[Gamasutra catches up with Russian strategy developer Nival, which is developing an internationally-oriented social game for the first time with Prime World -- and learns about an interesting gender-oriented angle to play.] Although Russian developer-publisher Nival has been developing strategy games like Heroes of Might and Magic 5 and Blitzkrieg since 1996, its forays into online and social games with its new Nival Networks arm are fairly new. Now, CEO Sergey Orlovskiy believes the company's got a unique opportunity to combine strategy and social expertise to push beyond the traditional Russian PC audience it has primarily addressed in the past. Nival Networks' latest project in development is Prime World, a social strategy title geared in particular toward encouraging mixed gender groups to play together online. Prime World, 2.5 years in development, represents an increased focus on development for the company as a whole, which has been focused mostly on its Russian game portal and other publishing activity. That arm of Nival's business is "working," Orlovskiy says, "so we want to focus more on developing and publishing our own games globally." Orlovskiy describes Unity-driven Prime World as a "AAA, full-blown client-based game with lots of social features and a pretty unique gameplay system." In his view, it offers hardcore elements aimed at a traditional strategy and simulation audience, coupled with a more flexible portion -- what he calls a "mid-core, or even casual" layer -- so that gamers of all kinds can play together in a game that will match friends together based on a wide range of social networks like Facebook and LinkedIn. "With Prime World, the goal was to focus on international markets from the beginning," Orlovskiy says. "On the story side, we were designing factions keeping in mind their attractiveness for international markets -- not just for Western but also for Eastern." A diverse faction system is one ready way to appeal to many different kinds of audiences, as many people are liable to find something they feel attracted to or that represents them; Prime World has one group Orlovskiy describes as "more technological and more Western" and another that is more nature-oriented and spiritual, designed with an Asian-influenced art style. It marks a big difference from developing only for Russia, Orlovskiy adds, which hinges on familiar cultural references and aesthetics. "The Russian gamer likes more desaturated colors; they're kind of serious. We have not that good weather and we're used to a little bit more gray color," he laughs. "So doing games for an international audience, the colors are usually brighter -- not necessarily as bright as Asian games, but substantially brighter than games for Russia." Many companies -- particularly PC and online developers -- that go global quickly learn about different play styles and expectations among different regions of the world. "Asia in general they are much more PvP and Western players are PvE-centric," Orlovskiy suggests. "Russia is somewhere in between, which allows us to get the best of both worlds." What Nival hopes is unique about Prime World is its focus on social play -- and beyond that, social play that specifically intends to get mixed genders playing together. "Most of the social games we have at the moment, especially those on the social networks, are more viral than social," says Orlovskiy. "They use friends as a resource instead of actually pushing real socialization between people. We wanted to change it." Looking at ways to push the medium of genuinely-social play forward, Orlovskiy says Nival realized that one of the most "substantially underdeveloped" elements in social games is male-female socialization; in the company's view, that social gaming doesn't appear to be something males and females do together as a social activity is a big missing piece. "If you go away from computer gaming and into real life, it's very important who you play with; it's very natural, for example, for a guy to go to the cinema with a girl, and it adds a lot to the cinema experience. If you're a guy, going to the cinema with a girl is just cooler than going with a guy, and going with a guy is better than going alone, so that's basically the idea with which we started building Prime World from the very beginning," says Orlovskiy. In his view, it would have been unthinkable to try to market hardcore PC strategy games as gender-inclusive ten years ago; young males were the target audience. Of course, the diversification of the modern gaming audience means things are much different. "But there is still no game where guys can play with girls without compromise on one side of the other," he asserts, presenting his view that male gamers are more likely to be off-put by the lightness of Cityville, while female gamers are less likely to be drawn to the hardcore nature and previously-established culture and lexicon of games like Defense of the Ancients. With Prime World, Nival is taking an unusual strategy: Incorporating a palette of different types of game mechanics with the intention that female players will gravitate toward some types of roles -- city-building, mini-games and resource management -- while male players will gravitate toward others, like treasure hunting or fighting, and that both will be able to complement each other in a way that's socially fun for everyone. Orlovskiy emphasizes that all choices of play style are available to everyone regardless of gender -- it's not that Prime World will force the female players to stay at home and mind the base while the male characters charge forth into battle, for example. "Boys and girls are helping each other on the front line as well," says Orlovskiy." If the guy has critical XP, the girl has an automatic feature to heal him instantly, or vice versa. There are many layers of these communications depending on what kind these guys and girls want to do." Four producers worked on Prime World -- two male and two female, which "gives us lots of internal feedback instantly on the team about who prefers what in the game," says Orlovskiy. "Also, we see the reaction on the testing, which helps us to focus certain gameplay -- more support abilities for the girls and more front-line abilities for the guys, but all of them could have it the same if they wanted." Girls prefer support behavior in strategy games they play with guys? There are exceptions, but "in general, yes," Orlovskiy suggests. Part of this may be cultural -- women who tried to join in DotA games were often immediately targeted and ganged up on, and this might be the case in any genre that was traditionally male-dominated. "We had to come up with ideas to make the girls less attractive as a target for the guys," such as abilities that grant invulnerability early on in a session until the female player feels more comfortable and less like an outsider in a hostile world, he said. "The key thing is that if you have a guy and a girl playing together, it doesn't matter where they match up on the hardcore to casual," Orlovskiy adds. "They're going to be able to give each other advantages they wouldn't have alone."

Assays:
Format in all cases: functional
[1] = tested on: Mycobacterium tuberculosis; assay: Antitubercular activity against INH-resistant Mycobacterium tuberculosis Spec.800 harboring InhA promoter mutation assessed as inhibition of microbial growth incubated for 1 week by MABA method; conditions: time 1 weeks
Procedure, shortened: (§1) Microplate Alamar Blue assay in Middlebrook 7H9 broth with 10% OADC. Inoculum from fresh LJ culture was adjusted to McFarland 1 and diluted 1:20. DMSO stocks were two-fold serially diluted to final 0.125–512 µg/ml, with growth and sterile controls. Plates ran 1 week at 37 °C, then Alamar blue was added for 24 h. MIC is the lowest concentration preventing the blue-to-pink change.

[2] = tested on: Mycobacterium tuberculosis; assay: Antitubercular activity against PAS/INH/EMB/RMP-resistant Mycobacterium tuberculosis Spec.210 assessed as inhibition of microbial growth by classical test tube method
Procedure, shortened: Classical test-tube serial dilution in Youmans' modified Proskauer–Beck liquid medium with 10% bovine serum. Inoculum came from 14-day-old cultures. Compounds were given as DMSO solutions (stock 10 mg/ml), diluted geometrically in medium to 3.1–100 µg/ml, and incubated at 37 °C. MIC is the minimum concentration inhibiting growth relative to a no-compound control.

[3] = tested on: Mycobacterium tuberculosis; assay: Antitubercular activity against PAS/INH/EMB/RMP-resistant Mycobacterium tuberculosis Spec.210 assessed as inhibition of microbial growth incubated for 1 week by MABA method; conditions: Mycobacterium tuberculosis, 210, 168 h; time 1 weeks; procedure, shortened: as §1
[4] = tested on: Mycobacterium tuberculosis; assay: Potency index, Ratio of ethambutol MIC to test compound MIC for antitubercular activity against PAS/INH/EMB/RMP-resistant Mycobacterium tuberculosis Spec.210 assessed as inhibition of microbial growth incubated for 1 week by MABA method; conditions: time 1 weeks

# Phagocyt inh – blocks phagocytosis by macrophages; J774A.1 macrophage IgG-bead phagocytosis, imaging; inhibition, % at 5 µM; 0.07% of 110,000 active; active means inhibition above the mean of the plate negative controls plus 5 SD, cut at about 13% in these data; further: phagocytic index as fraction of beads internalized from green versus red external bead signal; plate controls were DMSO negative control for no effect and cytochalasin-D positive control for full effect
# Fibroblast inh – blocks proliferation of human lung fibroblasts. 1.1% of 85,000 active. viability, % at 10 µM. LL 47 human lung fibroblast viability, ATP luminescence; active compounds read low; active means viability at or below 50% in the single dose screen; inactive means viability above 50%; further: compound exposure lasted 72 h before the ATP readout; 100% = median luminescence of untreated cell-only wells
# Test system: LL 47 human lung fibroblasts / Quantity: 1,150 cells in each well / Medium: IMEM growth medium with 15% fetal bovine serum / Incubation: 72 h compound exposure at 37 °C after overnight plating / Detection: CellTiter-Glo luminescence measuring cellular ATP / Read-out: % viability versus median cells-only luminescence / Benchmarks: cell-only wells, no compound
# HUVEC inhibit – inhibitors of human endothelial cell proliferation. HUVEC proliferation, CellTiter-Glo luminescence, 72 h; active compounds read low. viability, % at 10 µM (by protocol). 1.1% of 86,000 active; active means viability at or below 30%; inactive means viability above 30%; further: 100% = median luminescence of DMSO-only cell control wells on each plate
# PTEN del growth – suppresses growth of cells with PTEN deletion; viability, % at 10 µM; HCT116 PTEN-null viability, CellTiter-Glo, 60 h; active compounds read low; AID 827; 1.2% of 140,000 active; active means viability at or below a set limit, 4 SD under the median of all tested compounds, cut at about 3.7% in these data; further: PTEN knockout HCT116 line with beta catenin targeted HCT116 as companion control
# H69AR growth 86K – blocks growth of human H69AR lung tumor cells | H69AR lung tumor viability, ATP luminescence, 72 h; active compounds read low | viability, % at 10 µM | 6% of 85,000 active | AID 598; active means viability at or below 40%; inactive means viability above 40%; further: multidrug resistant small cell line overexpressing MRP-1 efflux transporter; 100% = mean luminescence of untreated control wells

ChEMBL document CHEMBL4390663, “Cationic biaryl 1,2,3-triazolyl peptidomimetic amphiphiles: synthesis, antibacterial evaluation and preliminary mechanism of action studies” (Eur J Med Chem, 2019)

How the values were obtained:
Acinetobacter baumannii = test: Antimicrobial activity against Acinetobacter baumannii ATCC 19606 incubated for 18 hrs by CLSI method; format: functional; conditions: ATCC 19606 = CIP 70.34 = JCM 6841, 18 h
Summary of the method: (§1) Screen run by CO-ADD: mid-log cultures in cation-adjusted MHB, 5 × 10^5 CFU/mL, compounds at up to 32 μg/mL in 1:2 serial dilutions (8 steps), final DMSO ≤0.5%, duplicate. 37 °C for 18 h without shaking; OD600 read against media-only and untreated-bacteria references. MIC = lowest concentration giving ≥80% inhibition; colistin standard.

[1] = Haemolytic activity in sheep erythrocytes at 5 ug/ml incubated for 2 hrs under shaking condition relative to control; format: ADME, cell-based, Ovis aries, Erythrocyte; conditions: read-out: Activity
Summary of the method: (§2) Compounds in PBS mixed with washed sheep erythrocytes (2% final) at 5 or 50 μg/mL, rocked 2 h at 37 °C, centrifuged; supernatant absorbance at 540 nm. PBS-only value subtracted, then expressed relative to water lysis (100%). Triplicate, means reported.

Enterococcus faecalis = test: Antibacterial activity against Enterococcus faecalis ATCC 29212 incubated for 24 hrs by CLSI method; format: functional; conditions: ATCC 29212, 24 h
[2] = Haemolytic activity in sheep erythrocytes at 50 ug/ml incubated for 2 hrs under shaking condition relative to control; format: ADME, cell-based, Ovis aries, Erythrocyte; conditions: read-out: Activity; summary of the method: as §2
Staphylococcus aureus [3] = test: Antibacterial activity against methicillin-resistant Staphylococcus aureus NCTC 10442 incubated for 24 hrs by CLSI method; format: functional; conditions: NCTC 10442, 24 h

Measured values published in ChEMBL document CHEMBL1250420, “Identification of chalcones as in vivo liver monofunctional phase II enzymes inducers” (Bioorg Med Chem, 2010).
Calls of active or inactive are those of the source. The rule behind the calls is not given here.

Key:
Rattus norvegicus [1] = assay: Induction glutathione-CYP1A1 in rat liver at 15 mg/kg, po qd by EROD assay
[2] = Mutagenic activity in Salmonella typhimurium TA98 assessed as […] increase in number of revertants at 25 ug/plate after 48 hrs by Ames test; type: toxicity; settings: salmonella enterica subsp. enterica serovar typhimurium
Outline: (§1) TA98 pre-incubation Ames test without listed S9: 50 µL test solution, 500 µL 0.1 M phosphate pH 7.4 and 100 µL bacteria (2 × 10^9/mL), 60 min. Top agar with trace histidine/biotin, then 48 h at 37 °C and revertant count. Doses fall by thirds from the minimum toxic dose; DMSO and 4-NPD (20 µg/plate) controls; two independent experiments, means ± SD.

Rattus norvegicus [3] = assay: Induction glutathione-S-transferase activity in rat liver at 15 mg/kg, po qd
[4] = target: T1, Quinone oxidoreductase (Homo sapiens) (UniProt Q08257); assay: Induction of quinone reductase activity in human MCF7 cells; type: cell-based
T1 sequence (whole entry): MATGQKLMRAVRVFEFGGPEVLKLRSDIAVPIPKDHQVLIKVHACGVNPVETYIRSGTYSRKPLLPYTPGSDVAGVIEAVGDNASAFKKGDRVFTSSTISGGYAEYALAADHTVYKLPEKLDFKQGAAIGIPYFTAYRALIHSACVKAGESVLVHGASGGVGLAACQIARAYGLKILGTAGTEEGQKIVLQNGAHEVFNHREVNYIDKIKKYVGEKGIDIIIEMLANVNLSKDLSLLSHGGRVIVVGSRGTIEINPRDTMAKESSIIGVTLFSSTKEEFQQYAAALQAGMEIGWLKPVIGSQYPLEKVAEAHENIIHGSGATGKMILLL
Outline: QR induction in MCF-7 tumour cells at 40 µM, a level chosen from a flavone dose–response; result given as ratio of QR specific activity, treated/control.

About the Author(s)

Leigh Alexander


Leigh Alexander is Editor At Large for Gamasutra and the site's former News Director. Her work has appeared in the Los Angeles Times, Variety, Slate, Paste, Kill Screen, GamePro and numerous other publications. She also blogs regularly about gaming and internet culture at her Sexy Videogameland site. [NOTE: Edited 10/02/2014, this feature-linked bio was outdated.]